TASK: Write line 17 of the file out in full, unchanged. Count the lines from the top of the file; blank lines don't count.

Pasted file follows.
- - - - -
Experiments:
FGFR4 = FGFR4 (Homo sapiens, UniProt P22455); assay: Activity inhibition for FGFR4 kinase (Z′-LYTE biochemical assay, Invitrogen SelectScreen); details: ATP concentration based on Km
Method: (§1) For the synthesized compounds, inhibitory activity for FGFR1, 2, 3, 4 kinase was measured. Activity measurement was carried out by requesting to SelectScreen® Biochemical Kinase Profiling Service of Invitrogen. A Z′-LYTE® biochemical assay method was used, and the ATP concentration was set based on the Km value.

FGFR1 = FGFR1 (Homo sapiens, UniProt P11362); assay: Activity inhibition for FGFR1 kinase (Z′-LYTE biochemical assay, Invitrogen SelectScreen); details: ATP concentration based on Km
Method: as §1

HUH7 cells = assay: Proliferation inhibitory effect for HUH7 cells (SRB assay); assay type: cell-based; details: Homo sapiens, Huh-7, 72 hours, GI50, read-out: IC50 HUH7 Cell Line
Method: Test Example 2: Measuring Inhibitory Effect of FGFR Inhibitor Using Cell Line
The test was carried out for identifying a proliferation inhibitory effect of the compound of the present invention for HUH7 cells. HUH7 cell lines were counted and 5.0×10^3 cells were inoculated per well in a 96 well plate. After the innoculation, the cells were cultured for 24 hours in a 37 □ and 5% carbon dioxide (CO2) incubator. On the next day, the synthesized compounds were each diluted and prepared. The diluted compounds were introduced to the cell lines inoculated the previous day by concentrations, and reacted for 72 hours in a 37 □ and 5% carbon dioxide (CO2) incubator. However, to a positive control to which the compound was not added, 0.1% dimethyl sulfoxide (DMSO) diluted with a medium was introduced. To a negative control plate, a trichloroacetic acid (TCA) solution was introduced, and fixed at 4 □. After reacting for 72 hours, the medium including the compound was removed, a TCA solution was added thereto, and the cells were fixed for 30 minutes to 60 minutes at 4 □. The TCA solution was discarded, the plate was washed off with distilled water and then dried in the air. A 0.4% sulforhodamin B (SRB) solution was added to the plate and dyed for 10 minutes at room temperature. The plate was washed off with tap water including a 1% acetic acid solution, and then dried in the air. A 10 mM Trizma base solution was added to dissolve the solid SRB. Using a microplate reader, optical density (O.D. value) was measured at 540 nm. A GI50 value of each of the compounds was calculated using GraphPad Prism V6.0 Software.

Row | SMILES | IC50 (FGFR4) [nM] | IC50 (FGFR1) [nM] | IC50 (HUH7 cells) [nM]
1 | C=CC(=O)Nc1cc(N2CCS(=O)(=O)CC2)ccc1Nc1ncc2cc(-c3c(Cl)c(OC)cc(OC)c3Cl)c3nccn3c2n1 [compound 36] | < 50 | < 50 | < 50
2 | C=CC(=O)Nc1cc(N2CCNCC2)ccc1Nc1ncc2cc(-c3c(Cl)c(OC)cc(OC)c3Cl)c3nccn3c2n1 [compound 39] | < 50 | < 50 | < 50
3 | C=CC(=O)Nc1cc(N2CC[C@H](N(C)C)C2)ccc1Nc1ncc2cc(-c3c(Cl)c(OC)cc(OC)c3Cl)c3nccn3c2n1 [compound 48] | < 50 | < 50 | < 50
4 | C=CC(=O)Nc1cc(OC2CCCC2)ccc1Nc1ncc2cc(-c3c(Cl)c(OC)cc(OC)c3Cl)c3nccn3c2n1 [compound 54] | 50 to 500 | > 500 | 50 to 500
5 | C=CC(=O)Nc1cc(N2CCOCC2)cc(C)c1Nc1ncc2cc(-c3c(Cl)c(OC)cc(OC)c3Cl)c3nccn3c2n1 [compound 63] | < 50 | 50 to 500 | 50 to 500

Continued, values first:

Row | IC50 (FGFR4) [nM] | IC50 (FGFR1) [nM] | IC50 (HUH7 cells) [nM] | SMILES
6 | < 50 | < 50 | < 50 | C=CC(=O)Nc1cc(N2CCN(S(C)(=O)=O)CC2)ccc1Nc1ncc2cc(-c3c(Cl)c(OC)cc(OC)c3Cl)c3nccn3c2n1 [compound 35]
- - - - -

6 | < 50 | < 50 | < 50 | C=CC(=O)Nc1cc(N2CCN(S(C)(=O)=O)CC2)ccc1Nc1ncc2cc(-c3c(Cl)c(OC)cc(OC)c3Cl)c3nccn3c2n1 [compound 35]